A micropub that almost isn’t! It’s larger than some non-micro pubs, with 2 rooms and proper toilets, and outside space. What did make it feel like a micro was the welcome, the absence of noisy, awful music, the conversation, the shelf of Good Beer Guides, and the excellent beer.
This was a micro that was like pubs were and should be like; a comfortable, welcoming place with great beer, great staff, and social interaction if you wanted it. Very close to the bus station and Lichfield City rail station too.
Original Post Here
It’s almost 10 years since my original post, which I think suffered from a snapshot effect of the time we visited; a revisit on a Saturday lunchtime saw us sat outside, and the place had a relaxed, pleasant vibe. The bar itslef isn’t that large, but there’s a conservatory, a roofed outside area, and a completely outside area. Pleasant staff, OK food, great pint of Pedigree.
Grand former house and hotel, and now a ‘spoons. It’s a big one too, and there’s lots of outside space (sadly full when we visited). The building’s very impressive, everything else is standard ‘spoons.
Hednesford’s first micropub, in what was previously a sports bar called The Bank, so I’d guess it probably was a bank at some point. It’s got links to Backyard, my favourite local brewery, and unsurprisingly, there’s their beer, along with a few guests on keg and cask.
Inside is pretty typically micropub and also shows the sports bar origins: laminate floor- for example, but everything is clean and fresh, and not clinical. The barman was friendly, helpful, and knew what he was selling. Good range of snacks (sadly no cobs at this time, so we had to go visit the nearby ‘spoons). Music pretty OK, at a volume you could hear over, and the beer and wine were excellent. Given that it’s very close to the station (with a short train ride from Walsall), I’ll be back.
With me having limited mobility again, Stymistress was driving. We’d had an abortive visit to
The Toby Carvery Norton Canes The Turf (full of kids running about), The Railway, and an assortment of other pubs just over the border in Staffs, none of which were serving lunchtime sandwiches, which is what we were after. We’d suffered the traffic calming in Heath Hayes once, so instead of turning round, came back the long way round, aiming for The Hedgehog, but saw this first.
Pretty good too: Marstons foodish pub with a dining area out the back, but pool table and seating for drinkers at the front, so it’s still a pub- comfortable and pleasant, not just a family feedbag. Really, really friendly barmaid (landlady?), decent food, and cask ale. My Wainwright was on the turn, but changed without question for Pedigree which was in great nick- maybe a little cold for some, but that’s being picky. The food was decent, and good value. Overall a great pub; just a shame we’re not likely to visit often, but if you don’t mind driving there’s a decent car park.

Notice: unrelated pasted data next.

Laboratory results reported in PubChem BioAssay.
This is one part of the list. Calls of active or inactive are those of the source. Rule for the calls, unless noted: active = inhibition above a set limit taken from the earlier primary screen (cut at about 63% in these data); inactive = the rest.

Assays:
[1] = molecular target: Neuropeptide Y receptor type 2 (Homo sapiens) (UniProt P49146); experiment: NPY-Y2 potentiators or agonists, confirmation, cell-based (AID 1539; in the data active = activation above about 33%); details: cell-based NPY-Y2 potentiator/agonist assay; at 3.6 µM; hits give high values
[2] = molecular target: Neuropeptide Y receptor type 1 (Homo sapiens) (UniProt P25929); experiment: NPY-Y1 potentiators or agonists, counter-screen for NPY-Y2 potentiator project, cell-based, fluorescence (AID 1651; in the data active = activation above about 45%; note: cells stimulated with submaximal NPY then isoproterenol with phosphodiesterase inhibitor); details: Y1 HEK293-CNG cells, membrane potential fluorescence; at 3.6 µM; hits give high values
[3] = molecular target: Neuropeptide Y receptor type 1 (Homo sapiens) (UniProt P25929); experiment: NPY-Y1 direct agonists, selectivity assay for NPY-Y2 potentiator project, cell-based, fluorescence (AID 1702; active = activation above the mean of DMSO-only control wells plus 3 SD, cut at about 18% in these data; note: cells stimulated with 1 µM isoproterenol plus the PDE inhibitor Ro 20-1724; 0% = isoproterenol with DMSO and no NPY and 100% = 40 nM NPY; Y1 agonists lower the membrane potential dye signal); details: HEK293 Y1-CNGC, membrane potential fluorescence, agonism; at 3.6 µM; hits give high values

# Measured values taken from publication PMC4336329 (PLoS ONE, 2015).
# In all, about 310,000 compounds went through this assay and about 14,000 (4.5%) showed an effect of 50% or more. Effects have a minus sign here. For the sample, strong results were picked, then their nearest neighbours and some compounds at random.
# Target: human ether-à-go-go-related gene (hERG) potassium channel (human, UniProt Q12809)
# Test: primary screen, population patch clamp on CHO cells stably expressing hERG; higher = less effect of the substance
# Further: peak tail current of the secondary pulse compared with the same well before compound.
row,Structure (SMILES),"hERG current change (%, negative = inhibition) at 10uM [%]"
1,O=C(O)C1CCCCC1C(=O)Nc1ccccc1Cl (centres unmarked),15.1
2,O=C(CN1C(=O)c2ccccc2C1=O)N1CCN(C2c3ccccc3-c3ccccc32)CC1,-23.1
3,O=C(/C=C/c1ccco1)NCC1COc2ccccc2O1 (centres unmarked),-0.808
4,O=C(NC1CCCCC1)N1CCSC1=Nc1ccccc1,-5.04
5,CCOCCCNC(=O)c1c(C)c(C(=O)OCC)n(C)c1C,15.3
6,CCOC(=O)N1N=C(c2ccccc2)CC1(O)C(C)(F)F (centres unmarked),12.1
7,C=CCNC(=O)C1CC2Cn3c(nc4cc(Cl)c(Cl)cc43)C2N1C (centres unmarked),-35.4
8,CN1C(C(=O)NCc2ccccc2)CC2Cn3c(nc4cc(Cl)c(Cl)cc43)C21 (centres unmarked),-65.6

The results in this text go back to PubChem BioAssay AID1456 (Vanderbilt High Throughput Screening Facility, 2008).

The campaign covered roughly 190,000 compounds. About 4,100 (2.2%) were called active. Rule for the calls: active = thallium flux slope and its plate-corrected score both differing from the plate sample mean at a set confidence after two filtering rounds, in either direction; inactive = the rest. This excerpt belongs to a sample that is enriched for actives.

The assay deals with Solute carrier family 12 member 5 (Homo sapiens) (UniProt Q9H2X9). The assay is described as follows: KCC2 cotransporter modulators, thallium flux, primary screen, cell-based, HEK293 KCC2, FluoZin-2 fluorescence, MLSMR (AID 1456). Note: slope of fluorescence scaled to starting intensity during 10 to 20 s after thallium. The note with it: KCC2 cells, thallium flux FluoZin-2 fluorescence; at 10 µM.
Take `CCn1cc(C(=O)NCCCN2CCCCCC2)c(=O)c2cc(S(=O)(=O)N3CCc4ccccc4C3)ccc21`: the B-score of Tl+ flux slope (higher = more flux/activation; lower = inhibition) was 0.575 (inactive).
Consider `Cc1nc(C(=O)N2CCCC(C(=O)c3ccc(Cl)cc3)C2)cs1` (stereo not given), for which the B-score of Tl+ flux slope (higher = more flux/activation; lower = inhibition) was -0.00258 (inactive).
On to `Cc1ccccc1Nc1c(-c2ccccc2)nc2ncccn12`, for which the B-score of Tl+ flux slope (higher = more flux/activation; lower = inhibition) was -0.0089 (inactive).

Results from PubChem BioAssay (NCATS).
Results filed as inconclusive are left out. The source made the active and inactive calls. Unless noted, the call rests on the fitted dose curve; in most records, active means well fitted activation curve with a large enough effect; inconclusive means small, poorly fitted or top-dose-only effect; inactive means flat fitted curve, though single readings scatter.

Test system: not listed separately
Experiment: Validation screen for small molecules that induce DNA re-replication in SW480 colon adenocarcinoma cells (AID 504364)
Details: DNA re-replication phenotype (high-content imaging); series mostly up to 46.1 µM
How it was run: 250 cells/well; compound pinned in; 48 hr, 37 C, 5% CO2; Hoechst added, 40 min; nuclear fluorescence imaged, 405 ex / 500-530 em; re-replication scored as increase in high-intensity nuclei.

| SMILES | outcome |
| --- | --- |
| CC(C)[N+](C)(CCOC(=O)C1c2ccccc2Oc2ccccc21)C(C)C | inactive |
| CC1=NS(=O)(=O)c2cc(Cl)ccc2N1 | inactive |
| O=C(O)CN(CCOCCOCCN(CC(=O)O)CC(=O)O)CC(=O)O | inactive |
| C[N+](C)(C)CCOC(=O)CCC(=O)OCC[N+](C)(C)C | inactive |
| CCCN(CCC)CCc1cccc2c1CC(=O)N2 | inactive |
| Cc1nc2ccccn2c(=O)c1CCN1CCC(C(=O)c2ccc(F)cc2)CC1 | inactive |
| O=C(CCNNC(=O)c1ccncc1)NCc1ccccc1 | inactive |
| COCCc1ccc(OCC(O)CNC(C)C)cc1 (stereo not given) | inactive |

Previously one of La-di-dah Lichfield’s spoons, this is part of the Brewhouse & Kitchen chain, so inside it’s a bit fashionable faux-industrial with scaffold-pole handrails, and repro factory-style lights.
There’s an impressive selection of cask ale and keg “craft”, including a tempting 7.3% IPA I didn’t try. Pleasant staff, decent food, and nowhere near as dreadful as you may expect from a modern, city centre, slighty trendy chain pub, in fact, quite pleasant, and food prices reasonable (drinks *slightly* pricey).
It’s a little hipster, but what do you expect, in affluent Lichfield, and the advantage is you get a good selection of cask and craft ale. Busy on a Friday afternoon.
A small bar downstairs, and another area up a set of stairs (as are the toilets) that are quite seriously steep if you’re old and fucked, like me.
The aforementioned cask was in good condition, and the craft and Belgian selection is *huge*. Pleasant staff, no food that I could see, music was either quiet or non-existent. Group of much younger and much cooler than me lads sat next to us, using the USB charging points(!). Decor is reproduction enamel signs, stripped floorboards, old wooden tables. Not at all unpleasant.
Well, it’s a hotel really, but the bar feels pubby, and while the beer’s a bit pricey, the food is very reasonable, and it’s a nice place for lunch. We’d popped into la-di-dah Lichfield, taking advantage of the new direct bus, dropped in at The Whippet Inn, and needed lunch.
Pleasant barman, trusting enough of us commoners from Walsall to allow a tab. Backyard Hoard on cask, and in great condition too. Good lunch and a pleasant courtyard with unbrellas to deflect the shower that passed. Right in the middle of Lichvegas, too.
A Ember Inn, so it’s a pub for people that don’t like pubs :-).
I’m being unkind. Ember Inns are OK, in their way. The food’s usually at least OK, they tend to have a few cask ales on, the interiora are a bit of a fake-traditional thing- and this was the case here. It’s an imposing building outside- late 19th century at a guess.
Ember Inns used to have a no children policy, but I they’ve sadly relented on that now, not that it was a problem for us on a weekday lunchtime.
Beer was fine, but maybe a bit cold for some real ale twats, fine for me.
A mile or two outside the city. We were heading further afield, but the weather turned for the worse, so we turned off the A51 and dropped in.
It’s a Vintage Inn, M&B’s “traditional” brand. Pretty standard, very-slighty-upmarket pub food, drinks to match, reasonable ale choice (Dizzy Blonde, Pedigree, and Doom Bore, the first two of which were in good order), popular with the Lichfield set for lunch. Hotel on site (Innkeepers Lodge), standard pubco decor. Decent enough food without charging the earth, and a nice building.